Digital model, digital shadow, and digital twin: their places in EIoT
It’s natural for humans to interact with physical objects. In fact, all of the artificial objects that surround us were designed with the idea to make them easier to interact with from the average human point of view.
“Predictably, digital copies of real objects began to appear with progress in IT virtualization. Due to the prevalence of CAD programs, 3D models have become an integral part of the modern design and development process.”
So there is no surprise that with the development of the IT technologies and progress in virtualization the digital copies or the real objects started to appear. Wide spread of CAD programs and 3D models created in them became an integral part of the new design and development process. In combination with mathematically simulated environments they allowed to evaluate the specs and design options of a new product in the “close-to-real-world” emulated conditions and did not require the physical prototype.
This approach evolved and resulted in the Digital model idea: when the parameters of the model and the real object were similarized so that the manipulations with the virtual object parameters produced the same result as if they were made with the real object and vice versa. Because there was no direct connection between digital and physical objects, the validation of the Digital model required countless manual operations of data transfer: changes, measurements and synchronization of parameters. A typical example of this is the aircraft design: you design the digital model, build the physical prototype, test it, then update the digital model until you get the desired result.
With the growing availability and affordability of different types of sensors , the Enterprise IoT solutions that once had limited use are now appearing in numerous everyday life objects. Those sensors were able to collect and report different data to the associated digital model automatically. The model in turn could be programmed to react to the data received and adjust the parameters according to the changes in the real object. This process, referred to as Digital shadow, is the one way automatic data flow from a real object to a digital model. It allowed us to collect historical data and, for example, by accelerating the time speed in the simulation environment to forecast (or predict) the future behaviour of the connected object from the physical world. The accuracy of the forecast was dependent on the model quality, the data amount collected. The digital instance was not able to communicate to the real object in real time due to the technological limitations. The example of the digital shadow was a telemetry system installed on F-1 bolids. The data from sensors was sent to the command center, analyzed by the tech team experts, and the recommendations were reported to the pilot.After the race, the data was then used for deeper analysis, simul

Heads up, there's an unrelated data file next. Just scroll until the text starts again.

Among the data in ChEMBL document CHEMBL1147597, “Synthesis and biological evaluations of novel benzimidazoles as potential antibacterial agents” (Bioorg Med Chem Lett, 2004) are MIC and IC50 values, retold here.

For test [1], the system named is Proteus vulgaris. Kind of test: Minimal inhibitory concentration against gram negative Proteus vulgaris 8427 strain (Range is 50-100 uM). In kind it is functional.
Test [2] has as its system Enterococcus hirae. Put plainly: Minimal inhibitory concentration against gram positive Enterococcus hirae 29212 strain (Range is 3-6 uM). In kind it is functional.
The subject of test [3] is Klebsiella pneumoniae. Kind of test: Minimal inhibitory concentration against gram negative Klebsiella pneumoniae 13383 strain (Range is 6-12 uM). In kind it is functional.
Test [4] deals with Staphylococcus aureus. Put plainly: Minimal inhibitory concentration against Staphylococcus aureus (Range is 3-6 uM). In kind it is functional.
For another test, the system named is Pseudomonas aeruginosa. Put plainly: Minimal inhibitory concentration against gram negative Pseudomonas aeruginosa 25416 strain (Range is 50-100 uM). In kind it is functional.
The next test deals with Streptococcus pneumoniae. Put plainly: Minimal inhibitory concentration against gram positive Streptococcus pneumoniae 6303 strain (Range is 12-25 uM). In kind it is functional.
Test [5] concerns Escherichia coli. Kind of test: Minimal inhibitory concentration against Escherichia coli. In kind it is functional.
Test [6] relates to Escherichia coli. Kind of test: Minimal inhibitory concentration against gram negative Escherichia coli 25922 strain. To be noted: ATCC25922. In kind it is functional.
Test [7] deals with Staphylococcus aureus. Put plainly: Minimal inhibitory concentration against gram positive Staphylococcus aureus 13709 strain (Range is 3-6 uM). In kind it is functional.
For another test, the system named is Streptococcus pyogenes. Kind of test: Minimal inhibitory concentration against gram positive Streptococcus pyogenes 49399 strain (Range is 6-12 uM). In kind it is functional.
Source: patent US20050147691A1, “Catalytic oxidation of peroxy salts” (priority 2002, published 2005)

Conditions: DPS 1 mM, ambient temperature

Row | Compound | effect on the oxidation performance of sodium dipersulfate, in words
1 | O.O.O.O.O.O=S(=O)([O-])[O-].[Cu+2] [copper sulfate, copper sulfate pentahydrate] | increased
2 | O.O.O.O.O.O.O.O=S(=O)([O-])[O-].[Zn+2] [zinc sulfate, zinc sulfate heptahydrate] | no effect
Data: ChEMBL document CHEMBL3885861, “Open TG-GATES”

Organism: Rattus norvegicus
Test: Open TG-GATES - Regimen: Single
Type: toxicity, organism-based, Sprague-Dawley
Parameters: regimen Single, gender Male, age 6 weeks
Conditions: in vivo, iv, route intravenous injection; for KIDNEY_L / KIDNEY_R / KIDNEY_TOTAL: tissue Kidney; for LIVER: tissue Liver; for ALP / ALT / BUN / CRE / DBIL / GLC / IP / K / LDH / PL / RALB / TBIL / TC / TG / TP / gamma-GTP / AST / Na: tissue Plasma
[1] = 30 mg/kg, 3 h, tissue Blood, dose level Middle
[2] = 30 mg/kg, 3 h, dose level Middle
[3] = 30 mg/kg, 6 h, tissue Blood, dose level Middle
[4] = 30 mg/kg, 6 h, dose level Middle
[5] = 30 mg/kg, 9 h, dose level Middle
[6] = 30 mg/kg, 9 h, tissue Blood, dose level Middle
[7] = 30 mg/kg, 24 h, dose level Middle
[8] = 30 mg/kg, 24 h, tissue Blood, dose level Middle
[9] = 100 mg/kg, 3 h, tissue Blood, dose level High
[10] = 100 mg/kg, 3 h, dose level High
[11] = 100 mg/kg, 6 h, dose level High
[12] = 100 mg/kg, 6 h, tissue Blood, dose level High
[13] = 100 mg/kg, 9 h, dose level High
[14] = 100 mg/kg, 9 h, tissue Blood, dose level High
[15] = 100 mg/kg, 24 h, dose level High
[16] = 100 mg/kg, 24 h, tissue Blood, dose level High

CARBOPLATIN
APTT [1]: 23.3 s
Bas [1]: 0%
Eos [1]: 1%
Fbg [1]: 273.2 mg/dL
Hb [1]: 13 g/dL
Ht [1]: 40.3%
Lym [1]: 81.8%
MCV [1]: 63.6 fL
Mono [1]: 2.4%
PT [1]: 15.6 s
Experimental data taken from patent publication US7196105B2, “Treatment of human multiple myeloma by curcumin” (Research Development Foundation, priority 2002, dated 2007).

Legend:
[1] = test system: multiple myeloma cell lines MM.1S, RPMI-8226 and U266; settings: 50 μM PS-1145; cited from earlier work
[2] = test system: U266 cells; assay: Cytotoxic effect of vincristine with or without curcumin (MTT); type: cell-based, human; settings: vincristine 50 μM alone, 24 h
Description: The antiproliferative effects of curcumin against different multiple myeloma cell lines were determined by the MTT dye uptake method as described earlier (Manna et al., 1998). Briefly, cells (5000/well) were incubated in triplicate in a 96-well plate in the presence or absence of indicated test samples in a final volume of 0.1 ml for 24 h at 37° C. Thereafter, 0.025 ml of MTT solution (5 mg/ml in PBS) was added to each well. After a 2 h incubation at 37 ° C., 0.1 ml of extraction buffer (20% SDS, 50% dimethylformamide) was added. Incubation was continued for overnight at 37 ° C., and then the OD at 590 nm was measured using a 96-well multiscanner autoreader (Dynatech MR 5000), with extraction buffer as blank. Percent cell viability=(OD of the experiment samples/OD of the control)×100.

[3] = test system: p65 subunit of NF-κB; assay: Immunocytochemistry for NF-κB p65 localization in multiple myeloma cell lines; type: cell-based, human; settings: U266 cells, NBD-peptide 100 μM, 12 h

The next evolution was about analysis and usage of the data collected from the physical objects and real time automatic interaction with them on the basis of adaptive rules and policies. That became possible due to the significant progress in computing units and data processing speed, fast communication networks, neural networks and machine learning and forecasting algorithms implementation.
The new paradigm was called Digital Twin and it had fully automated data flow between the digital and physical objects. This approach means that the changes in state of the physical object lead to the changes in digital object and vice versa. Digital object can act as a primary instance with credentials to override the actions of the physical object. The example of Digital twin is Tesla cars, which are equipped with numerous sensors and a computer on the physical side that connects to the cloud backend which is constantly monitoring the state of the motors, battery, keeps firmware updated and is able to control automated functions of the car (like slowing down, acceleration and steering) if needed.
Digital twin - is the concept from the IoT world applied in both Consumer and Enterprise IoT segments. Any vertical inside EIoT can benefit from implementation of Digital Twin into standard analogue or semi-automated routines. Speaking of supply chain management and logistics, digital twins can be assigned to:
- Energy and utilities: smart meters (multiple varieties)
- Healthcare: critical medical equipment
- Industrial automation: machines, tools and even the complete production facilities
- Smart buildings and cities: machines, tools and even the complete production facilities
The most obvious (but not the only) benefits common to all mentioned industries:
- Avoidance of downtimes
- Implementation of predictive maintenance
- Selection of the optimal use mode for the equipment
- Automatic control override to prevent emergency issues
- Product lifecycle management
- Insights for new product development
If you have an EIoT project in mind, contact us for a quote.
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